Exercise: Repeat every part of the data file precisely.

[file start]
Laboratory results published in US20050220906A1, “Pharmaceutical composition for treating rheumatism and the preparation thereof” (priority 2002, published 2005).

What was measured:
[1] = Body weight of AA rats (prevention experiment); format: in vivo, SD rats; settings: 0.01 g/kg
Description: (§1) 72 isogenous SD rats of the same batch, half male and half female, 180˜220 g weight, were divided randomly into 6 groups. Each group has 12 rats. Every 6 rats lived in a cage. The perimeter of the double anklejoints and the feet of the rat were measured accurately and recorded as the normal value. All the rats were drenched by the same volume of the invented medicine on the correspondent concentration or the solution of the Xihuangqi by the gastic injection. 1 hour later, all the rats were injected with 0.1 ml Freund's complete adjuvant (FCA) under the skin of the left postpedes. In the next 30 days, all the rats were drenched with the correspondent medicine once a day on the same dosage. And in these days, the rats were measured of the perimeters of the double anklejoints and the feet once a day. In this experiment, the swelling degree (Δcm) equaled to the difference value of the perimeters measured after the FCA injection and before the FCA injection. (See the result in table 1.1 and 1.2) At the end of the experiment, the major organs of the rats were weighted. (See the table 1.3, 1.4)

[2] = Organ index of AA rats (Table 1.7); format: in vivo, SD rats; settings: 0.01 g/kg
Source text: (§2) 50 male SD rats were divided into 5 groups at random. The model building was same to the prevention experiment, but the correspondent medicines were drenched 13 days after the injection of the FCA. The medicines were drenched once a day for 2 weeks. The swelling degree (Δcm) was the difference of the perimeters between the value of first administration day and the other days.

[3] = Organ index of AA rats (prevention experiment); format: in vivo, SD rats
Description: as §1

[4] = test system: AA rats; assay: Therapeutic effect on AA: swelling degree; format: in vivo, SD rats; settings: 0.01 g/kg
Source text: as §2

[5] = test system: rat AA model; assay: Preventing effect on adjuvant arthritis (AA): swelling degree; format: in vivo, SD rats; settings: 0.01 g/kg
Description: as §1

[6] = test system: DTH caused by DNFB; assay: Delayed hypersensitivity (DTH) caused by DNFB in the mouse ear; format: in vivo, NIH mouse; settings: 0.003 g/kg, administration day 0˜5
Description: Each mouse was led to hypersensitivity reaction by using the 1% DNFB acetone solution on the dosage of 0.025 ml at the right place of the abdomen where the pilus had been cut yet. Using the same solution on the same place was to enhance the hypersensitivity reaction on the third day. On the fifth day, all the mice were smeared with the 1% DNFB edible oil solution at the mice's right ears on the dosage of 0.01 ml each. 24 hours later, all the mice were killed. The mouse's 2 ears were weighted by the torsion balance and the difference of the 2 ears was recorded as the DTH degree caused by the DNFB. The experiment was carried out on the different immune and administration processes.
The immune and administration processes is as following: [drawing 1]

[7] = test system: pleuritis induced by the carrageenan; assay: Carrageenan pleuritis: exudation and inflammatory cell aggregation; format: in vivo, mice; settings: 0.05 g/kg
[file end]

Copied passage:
Laboratory results published in US20050220906A1, “Pharmaceutical composition for treating rheumatism and the preparation thereof” (priority 2002, published 2005).

What was measured:
[1] = Body weight of AA rats (prevention experiment); format: in vivo, SD rats; settings: 0.01 g/kg
Description: (§1) 72 isogenous SD rats of the same batch, half male and half female, 180˜220 g weight, were divided randomly into 6 groups. Each group has 12 rats. Every 6 rats lived in a cage. The perimeter of the double anklejoints and the feet of the rat were measured accurately and recorded as the normal value. All the rats were drenched by the same volume of the invented medicine on the correspondent concentration or the solution of the Xihuangqi by the gastic injection. 1 hour later, all the rats were injected with 0.1 ml Freund's complete adjuvant (FCA) under the skin of the left postpedes. In the next 30 days, all the rats were drenched with the correspondent medicine once a day on the same dosage. And in these days, the rats were measured of the perimeters of the double anklejoints and the feet once a day. In this experiment, the swelling degree (Δcm) equaled to the difference value of the perimeters measured after the FCA injection and before the FCA injection. (See the result in table 1.1 and 1.2) At the end of the experiment, the major organs of the rats were weighted. (See the table 1.3, 1.4)

[2] = Organ index of AA rats (Table 1.7); format: in vivo, SD rats; settings: 0.01 g/kg
Source text: (§2) 50 male SD rats were divided into 5 groups at random. The model building was same to the prevention experiment, but the correspondent medicines were drenched 13 days after the injection of the FCA. The medicines were drenched once a day for 2 weeks. The swelling degree (Δcm) was the difference of the perimeters between the value of first administration day and the other days.

[3] = Organ index of AA rats (prevention experiment); format: in vivo, SD rats
Description: as §1

[4] = test system: AA rats; assay: Therapeutic effect on AA: swelling degree; format: in vivo, SD rats; settings: 0.01 g/kg
Source text: as §2

[5] = test system: rat AA model; assay: Preventing effect on adjuvant arthritis (AA): swelling degree; format: in vivo, SD rats; settings: 0.01 g/kg
Description: as §1

[6] = test system: DTH caused by DNFB; assay: Delayed hypersensitivity (DTH) caused by DNFB in the mouse ear; format: in vivo, NIH mouse; settings: 0.003 g/kg, administration day 0˜5
Description: Each mouse was led to hypersensitivity reaction by using the 1% DNFB acetone solution on the dosage of 0.025 ml at the right place of the abdomen where the pilus had been cut yet. Using the same solution on the same place was to enhance the hypersensitivity reaction on the third day. On the fifth day, all the mice were smeared with the 1% DNFB edible oil solution at the mice's right ears on the dosage of 0.01 ml each. 24 hours later, all the mice were killed. The mouse's 2 ears were weighted by the torsion balance and the difference of the 2 ears was recorded as the DTH degree caused by the DNFB. The experiment was carried out on the different immune and administration processes.
The immune and administration processes is as following: [drawing 1]

[7] = test system: pleuritis induced by the carrageenan; assay: Carrageenan pleuritis: exudation and inflammatory cell aggregation; format: in vivo, mice; settings: 0.05 g/kg